Co-ingestion of caffeine and carbohydrate after meal does not improve performance at high-intensity intermittent sprints with short recovery times

Chia Lun Lee, Ching Feng Cheng, Chia Jung Lee, Yu Hsuan Kuo, Wen Dien Chang

Research output: Contribution to journalArticle

6 Citations (Scopus)

Abstract

Purpose: To determine the effects of co-ingesting caffeine (CAF) and carbohydrate (CHO) on high-intensity intermittent sprints (HIS) performance and physiological responses. Methods: Twelve active males underwent 4 interventions at least 7 days apart in a randomized, double-blind, placebo-controlled, balanced trial. A meal contained 65 % CHO was provided 2 h before the HIS test. Participants ingested the placebo (PLA) or CAF (6 mg kg-1 BW) 1 h before taking an HIS test, and ingested a PLA or CHO solution (0.8 g kg -1 BW) before undergoing the testing protocol. The HIS protocol comprised ten sets of 5 × 4-s sprints on a cycle ergometer with a 2-min recovery between each set. Results: There was no significant difference between peak power output and mean power output between trials (p > 0.05). Compared with PLA, CAF + CHO resulted in a 5.2 % reduction in total work, corresponding to a 24.7-25.7 % increase in fatigue at the end stage of the HIS. The administration of CAF + CHO supplementation also resulted in an 11.1 % increase in blood lactate, and elevated blood glucose concentrations throughout HIS testing compared with PLA (p < 0.05). Cortisol concentrations also increased with CAF + CHO intake compared with PLA; however, there was no significant effect of CAF + CHO supplementation on testosterone concentrations. Conclusion: Co-ingestion of CAF and CHO did not improve high-intensity sprint cycling performance or reduce fatigue in active males. Moreover, combined CAF and CHO supplementation might facilitate catabolism during prolonged high-intensity intermittent exercise.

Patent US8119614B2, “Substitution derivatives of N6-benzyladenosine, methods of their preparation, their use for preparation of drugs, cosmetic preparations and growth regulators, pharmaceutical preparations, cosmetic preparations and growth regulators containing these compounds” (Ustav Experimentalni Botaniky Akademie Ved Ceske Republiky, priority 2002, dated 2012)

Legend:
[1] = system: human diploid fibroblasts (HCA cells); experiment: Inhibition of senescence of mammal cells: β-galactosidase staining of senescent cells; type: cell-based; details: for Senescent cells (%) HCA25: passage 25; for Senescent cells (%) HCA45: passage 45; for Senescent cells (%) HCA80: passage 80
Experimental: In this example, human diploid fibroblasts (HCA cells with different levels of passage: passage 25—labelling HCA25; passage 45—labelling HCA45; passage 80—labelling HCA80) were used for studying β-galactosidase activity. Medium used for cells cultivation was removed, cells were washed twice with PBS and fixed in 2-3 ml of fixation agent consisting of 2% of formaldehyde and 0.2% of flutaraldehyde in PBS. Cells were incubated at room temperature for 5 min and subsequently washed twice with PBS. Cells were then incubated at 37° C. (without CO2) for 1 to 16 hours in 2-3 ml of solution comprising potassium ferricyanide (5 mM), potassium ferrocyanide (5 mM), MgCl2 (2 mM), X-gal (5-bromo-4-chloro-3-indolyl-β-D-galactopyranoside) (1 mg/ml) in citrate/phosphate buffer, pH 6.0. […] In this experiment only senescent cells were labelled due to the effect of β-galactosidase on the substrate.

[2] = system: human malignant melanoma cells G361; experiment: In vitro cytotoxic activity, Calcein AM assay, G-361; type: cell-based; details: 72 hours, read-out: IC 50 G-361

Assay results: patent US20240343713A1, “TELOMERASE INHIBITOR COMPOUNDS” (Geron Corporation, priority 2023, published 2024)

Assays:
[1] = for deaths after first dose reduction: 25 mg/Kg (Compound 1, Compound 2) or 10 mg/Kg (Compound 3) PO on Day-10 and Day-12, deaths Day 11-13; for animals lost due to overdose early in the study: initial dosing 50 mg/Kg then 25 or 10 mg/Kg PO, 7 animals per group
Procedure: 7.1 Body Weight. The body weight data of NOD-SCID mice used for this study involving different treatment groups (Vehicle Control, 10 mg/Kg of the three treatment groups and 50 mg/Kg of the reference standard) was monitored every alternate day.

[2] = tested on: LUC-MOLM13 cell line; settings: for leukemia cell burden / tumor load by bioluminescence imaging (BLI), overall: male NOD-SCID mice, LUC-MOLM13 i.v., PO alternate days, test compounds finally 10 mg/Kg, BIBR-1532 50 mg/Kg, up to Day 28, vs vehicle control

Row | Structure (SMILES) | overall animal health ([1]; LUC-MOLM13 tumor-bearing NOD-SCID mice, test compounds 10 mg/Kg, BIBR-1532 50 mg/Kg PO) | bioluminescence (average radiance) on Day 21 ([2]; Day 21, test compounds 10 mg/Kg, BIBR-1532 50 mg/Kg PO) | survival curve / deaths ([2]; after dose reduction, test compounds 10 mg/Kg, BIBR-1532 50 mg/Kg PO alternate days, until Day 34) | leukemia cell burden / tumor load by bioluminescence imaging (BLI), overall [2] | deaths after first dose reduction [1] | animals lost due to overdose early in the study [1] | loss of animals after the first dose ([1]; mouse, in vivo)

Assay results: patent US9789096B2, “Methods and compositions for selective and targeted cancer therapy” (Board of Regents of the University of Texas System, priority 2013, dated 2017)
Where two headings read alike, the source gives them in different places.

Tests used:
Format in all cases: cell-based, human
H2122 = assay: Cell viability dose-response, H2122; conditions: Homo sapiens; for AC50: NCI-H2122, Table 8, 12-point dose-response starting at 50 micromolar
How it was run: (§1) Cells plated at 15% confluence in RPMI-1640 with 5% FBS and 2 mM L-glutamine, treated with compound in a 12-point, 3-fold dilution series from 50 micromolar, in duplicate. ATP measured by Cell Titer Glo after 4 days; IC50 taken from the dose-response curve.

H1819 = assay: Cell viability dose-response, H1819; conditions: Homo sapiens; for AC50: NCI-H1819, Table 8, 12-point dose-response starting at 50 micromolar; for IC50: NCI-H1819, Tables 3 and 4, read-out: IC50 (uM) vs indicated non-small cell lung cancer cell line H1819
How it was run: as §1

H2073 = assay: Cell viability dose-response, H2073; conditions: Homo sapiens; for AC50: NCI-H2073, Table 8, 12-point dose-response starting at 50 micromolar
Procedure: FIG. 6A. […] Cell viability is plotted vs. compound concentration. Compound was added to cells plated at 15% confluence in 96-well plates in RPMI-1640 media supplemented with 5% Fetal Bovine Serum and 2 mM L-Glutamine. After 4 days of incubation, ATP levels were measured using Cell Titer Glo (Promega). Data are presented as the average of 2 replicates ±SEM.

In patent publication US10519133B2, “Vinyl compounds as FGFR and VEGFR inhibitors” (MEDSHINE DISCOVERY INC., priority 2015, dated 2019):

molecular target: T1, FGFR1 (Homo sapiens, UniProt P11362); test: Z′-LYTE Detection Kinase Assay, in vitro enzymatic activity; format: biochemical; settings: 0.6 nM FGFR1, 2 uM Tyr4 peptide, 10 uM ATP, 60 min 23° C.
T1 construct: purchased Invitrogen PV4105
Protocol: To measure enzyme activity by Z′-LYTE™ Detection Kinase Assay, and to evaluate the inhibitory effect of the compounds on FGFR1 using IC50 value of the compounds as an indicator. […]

Original languageEnglish
Pages (from-to)1533-1543
Number of pages11
JournalEuropean Journal of Applied Physiology
Volume114
Issue number7
DOIs
Publication statusPublished - 2014 Jul

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Keywords

  • Anaerobic
  • Cortisol
  • Fatigue
  • Nutrition
  • Testosterone

ASJC Scopus subject areas

  • Orthopedics and Sports Medicine
  • Public Health, Environmental and Occupational Health
  • Physiology (medical)

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